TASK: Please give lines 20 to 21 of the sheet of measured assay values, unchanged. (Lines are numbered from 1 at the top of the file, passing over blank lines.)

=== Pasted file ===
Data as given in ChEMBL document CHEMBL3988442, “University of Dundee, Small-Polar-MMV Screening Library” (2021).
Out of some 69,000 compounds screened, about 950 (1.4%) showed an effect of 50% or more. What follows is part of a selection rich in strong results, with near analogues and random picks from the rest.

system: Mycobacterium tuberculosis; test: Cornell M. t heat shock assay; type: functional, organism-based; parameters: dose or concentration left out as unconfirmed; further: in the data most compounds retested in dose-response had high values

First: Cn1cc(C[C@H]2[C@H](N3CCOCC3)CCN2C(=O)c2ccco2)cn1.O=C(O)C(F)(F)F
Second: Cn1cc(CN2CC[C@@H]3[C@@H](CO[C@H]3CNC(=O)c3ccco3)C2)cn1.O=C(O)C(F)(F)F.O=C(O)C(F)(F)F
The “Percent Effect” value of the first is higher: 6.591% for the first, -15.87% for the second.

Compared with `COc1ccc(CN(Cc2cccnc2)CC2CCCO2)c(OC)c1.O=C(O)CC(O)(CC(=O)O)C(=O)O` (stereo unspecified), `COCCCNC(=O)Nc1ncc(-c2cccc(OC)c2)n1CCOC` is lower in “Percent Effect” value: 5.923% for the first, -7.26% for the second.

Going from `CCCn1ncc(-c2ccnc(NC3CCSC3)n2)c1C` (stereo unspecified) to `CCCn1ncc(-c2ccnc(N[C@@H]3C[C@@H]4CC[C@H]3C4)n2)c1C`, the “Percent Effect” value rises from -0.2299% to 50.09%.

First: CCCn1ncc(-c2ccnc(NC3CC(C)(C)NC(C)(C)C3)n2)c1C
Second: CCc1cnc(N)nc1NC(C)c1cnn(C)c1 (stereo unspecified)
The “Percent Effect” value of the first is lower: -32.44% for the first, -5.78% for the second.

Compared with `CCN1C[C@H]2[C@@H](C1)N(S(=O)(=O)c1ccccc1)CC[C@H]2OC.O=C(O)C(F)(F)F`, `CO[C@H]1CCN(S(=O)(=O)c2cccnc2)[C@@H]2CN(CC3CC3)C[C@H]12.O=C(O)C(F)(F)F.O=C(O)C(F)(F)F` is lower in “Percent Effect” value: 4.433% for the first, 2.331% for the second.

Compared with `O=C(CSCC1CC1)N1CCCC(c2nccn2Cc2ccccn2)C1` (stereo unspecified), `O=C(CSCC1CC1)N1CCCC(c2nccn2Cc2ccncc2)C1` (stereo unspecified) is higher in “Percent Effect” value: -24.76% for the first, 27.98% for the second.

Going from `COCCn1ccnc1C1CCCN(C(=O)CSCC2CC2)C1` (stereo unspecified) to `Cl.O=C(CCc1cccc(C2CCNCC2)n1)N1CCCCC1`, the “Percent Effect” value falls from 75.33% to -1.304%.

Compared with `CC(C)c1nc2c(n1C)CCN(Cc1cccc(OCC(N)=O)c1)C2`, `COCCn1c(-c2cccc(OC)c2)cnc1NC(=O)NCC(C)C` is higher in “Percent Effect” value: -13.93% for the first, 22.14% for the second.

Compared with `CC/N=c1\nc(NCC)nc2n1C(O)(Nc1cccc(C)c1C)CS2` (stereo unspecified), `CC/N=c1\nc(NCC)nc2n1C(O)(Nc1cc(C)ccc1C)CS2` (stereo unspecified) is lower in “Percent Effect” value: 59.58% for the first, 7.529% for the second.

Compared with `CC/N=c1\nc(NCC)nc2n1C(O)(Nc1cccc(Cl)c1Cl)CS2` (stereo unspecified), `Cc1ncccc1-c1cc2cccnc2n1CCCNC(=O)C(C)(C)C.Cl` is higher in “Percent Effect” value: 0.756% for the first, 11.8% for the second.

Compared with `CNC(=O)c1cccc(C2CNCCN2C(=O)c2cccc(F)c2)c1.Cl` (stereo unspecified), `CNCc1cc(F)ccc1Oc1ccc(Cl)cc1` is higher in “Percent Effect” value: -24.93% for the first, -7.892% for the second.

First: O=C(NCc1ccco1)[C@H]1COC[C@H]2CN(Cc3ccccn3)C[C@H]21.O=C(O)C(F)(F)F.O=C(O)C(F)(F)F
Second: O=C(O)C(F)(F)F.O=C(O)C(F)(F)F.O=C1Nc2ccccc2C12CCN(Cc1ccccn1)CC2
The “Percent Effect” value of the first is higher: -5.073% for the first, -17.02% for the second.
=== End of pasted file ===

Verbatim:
Second: O=C(O)C(F)(F)F.O=C(O)C(F)(F)F.O=C1Nc2ccccc2C12CCN(Cc1ccccn1)CC2
The “Percent Effect” value of the first is higher: -5.073% for the first, -17.02% for the second.